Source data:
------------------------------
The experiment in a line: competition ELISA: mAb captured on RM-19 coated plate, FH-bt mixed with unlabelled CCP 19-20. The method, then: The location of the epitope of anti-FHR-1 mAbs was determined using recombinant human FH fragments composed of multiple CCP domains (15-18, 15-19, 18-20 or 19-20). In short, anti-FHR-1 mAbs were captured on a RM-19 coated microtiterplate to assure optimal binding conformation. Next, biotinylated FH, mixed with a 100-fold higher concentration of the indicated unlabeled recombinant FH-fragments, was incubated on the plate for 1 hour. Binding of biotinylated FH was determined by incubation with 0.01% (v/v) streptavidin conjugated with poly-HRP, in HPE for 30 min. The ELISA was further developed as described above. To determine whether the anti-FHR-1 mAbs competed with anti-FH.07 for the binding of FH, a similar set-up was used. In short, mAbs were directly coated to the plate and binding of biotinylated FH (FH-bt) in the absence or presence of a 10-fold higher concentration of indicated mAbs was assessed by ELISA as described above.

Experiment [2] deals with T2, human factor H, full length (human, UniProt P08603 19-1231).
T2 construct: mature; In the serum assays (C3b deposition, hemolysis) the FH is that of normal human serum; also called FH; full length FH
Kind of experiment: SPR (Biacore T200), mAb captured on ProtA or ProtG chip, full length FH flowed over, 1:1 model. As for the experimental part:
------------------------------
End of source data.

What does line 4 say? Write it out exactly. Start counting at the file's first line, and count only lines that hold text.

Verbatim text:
Kind of experiment: SPR (Biacore T200), mAb captured on ProtA or ProtG chip, full length FH flowed over, 1:1 model. As for the experimental part: